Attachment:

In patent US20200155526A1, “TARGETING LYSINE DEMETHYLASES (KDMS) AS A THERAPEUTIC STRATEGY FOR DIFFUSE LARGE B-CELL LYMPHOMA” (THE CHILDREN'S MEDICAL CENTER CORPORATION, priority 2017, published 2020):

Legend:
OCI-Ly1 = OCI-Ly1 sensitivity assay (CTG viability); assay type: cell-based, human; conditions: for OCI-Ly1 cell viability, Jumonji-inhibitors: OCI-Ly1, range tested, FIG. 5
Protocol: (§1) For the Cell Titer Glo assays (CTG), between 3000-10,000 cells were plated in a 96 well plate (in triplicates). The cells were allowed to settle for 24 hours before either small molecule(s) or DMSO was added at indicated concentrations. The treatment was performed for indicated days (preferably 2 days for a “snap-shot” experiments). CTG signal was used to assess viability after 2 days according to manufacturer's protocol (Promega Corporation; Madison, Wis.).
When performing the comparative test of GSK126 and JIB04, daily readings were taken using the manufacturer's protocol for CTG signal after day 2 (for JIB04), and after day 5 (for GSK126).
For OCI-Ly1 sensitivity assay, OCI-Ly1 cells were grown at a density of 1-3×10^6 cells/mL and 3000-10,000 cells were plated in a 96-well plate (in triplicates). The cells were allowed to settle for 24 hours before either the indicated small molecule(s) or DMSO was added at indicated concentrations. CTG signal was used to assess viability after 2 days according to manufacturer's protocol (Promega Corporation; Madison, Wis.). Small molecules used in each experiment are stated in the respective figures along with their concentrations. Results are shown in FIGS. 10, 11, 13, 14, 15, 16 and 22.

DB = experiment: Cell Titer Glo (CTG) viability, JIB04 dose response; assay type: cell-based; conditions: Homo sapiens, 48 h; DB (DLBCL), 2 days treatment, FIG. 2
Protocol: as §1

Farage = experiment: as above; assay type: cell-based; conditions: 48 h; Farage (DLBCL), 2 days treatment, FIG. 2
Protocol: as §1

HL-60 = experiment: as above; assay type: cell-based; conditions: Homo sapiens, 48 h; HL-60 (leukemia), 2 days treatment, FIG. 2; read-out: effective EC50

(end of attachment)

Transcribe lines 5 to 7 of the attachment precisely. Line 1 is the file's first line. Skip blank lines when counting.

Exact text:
When performing the comparative test of GSK126 and JIB04, daily readings were taken using the manufacturer's protocol for CTG signal after day 2 (for JIB04), and after day 5 (for GSK126).
For OCI-Ly1 sensitivity assay, OCI-Ly1 cells were grown at a density of 1-3×10^6 cells/mL and 3000-10,000 cells were plated in a 96-well plate (in triplicates). The cells were allowed to settle for 24 hours before either the indicated small molecule(s) or DMSO was added at indicated concentrations. CTG signal was used to assess viability after 2 days according to manufacturer's protocol (Promega Corporation; Madison, Wis.). Small molecules used in each experiment are stated in the respective figures along with their concentrations. Results are shown in FIGS. 10, 11, 13, 14, 15, 16 and 22.

DB = experiment: Cell Titer Glo (CTG) viability, JIB04 dose response; assay type: cell-based; conditions: Homo sapiens, 48 h; DB (DLBCL), 2 days treatment, FIG. 2